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Lithium concentration and diffusion:  Lithium-ion batteries are an attractive power source for a variety of mobile power applications (laptops, automobiles, cell phones) due to their relatively large energy and power density.  The adoption of Li-ion batteries in automotive applications has been limited for number reasons: recharging times are long in order to prevent thermal run-away, for instance from penetration of the separator; effective battery-pack lifetimes are limited by the number of charge/discharge cycles due to irreversible changes to electrodes;fully-electric automobile ranges are still limited by capacity of the battery pack in comparison with the internal combustion engine;all of which are impacted by the lithium diffusion and migration within the battery.  Similar to water management in fuel cells, the in situ measurement of the lithium distribution is both critical and challenging due to the metallic casing and probing a light element.  In this sense, neutron imaging can provide unique information due to the very large neutron total scattering cross-section (σT) of 6Li.  With the recent advent of high resolution (10 μm) imaging detectors, there is sufficient discrimination between anode, separator, and cathode.  By utilizing the isotopic sensitivity of neutrons – both 6Li and 1H have a large σT while both 7Li and 2H have a relatively small σT – it possible to study lithium migration or changes in the electrolyte distribution.  In situ high resolution neutron radiography measurement of lithium migration is performed using prismatic (planar) cells, as this yields a well defined geometry.  Before cycling the battery, a reference image is acquired; as the battery charges and discharges, changes in the neutron intensity can be directly correlated with changes in the lithium distribution.  Using this method, initial experiments conducted in December, 2009 successfully visualized the depletion of lithium from the anode and plating of lithium in the activated carbon cathode.  Future experiments will focus on the solid-electrolyte interface, and dendrite formation after multiple charge/discharge sequences.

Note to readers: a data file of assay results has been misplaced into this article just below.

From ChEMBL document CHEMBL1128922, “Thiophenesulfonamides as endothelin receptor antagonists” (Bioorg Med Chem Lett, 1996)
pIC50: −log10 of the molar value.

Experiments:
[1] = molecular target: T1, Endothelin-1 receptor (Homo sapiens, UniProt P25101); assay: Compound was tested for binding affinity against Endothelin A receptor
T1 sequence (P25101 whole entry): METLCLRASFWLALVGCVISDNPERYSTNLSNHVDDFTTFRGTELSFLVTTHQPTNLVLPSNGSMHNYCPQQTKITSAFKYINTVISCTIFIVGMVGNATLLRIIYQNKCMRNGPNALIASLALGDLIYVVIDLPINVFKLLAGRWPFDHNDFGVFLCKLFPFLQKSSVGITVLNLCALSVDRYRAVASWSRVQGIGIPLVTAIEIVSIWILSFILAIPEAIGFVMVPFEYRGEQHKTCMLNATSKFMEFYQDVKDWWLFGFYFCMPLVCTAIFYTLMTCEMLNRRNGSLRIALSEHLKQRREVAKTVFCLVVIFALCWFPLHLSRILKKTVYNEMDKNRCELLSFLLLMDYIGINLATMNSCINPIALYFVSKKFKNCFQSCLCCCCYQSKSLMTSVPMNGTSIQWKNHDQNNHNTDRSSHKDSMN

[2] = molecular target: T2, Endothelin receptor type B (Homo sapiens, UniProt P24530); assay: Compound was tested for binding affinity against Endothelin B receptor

Providing critical in situ, non-destructive measurements of the lithium migration will enable battery developers to advance designs for automotive applications.  In particular, these measurements can yield insight into: lithium dendrite formation, which can penetrate the separator during charging and limits the charging time; how optimize intercalation of lithium into cathodes; and reducing the effects of solid-electrolyte interface on battery performance.

Daniel Hussey